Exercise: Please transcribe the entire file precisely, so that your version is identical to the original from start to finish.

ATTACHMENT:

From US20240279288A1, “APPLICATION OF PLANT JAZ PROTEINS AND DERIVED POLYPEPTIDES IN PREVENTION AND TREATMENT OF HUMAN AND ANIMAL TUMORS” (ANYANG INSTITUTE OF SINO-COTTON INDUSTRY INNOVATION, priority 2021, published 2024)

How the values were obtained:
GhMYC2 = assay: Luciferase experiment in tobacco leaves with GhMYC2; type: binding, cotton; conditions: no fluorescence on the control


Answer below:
From US20240279288A1, “APPLICATION OF PLANT JAZ PROTEINS AND DERIVED POLYPEPTIDES IN PREVENTION AND TREATMENT OF HUMAN AND ANIMAL TUMORS” (ANYANG INSTITUTE OF SINO-COTTON INDUSTRY INNOVATION, priority 2021, published 2024)

How the values were obtained:
GhMYC2 = assay: Luciferase experiment in tobacco leaves with GhMYC2; type: binding, cotton; conditions: no fluorescence on the control